Julius Evola (1898-1974) was a ferocious racist and anti-egalitarian who characterized his politics as being to the right (!) of European fascism and who helped inspire far-right terrorism in Italy; Alexander Dugin (born 1962) is a Russian fascist who despises liberal democracy and believes in Russian imperial expansion far beyond anything aspired to by Putin.
Clearly, Spencer refers to Bannon’s awareness of Evola and Dugin because he sees it as a further indication that Bannon is with “us.” We’ll turn next to the Bannon “text” to which Spencer is alluding in this commentary. Spencer, in the podcast, goes on to say that the final video ad of the Trump campaign (surely inspired by Bannon) “reminded me quite a bit” of videos produced by N.P.I. (National Policy Institute, Spencer’s far-right, white-nationalist outfit).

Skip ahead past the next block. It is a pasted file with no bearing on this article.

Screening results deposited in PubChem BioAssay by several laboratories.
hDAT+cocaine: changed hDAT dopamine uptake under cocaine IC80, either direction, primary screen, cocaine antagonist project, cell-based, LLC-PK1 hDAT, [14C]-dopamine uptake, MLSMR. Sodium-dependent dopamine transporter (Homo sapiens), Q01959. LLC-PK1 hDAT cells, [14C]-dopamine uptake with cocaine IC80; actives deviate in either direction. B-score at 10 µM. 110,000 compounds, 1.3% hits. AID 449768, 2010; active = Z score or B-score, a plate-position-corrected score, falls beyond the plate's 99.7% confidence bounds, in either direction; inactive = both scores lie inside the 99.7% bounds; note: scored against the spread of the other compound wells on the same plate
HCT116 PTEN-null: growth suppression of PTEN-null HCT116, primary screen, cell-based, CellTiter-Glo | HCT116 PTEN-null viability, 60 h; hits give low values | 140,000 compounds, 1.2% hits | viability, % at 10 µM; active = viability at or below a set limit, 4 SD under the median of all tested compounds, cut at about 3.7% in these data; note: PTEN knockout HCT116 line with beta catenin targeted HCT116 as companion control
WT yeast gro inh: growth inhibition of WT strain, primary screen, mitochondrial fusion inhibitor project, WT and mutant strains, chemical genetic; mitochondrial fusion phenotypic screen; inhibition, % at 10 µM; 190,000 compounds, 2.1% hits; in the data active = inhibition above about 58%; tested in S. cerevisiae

A fair bit of attention has been given to a discussion in which Bannon participated via Skype in the context of a 2014 conference held in the Vatican, the full transcript of which is available online. Given the paucity of direct evidence with regard to how Bannon thinks politically, what his policy agenda is, and what might define his vision of a desirable politics, it is not surprising that this text is getting attention. In the interests of employing this Skype exchange as a preliminary window into Bannon’s political thinking, we offer the following summary of leading themes.
- Bannon claims that there is both a crisis of capitalism and a crisis of Judeo-Christian values, and the two crises are interwoven. Bannon endorses a Christian rejection of liberal secularization; in fact, the contempt for Christianity on the part of ruling elites constitutes proof, for him, of the cultural arrogance of those elites. He suggests that Christianity was a key part of what sustained the health of capitalism, so secularization is simultaneously anti-religious and anti-capitalist.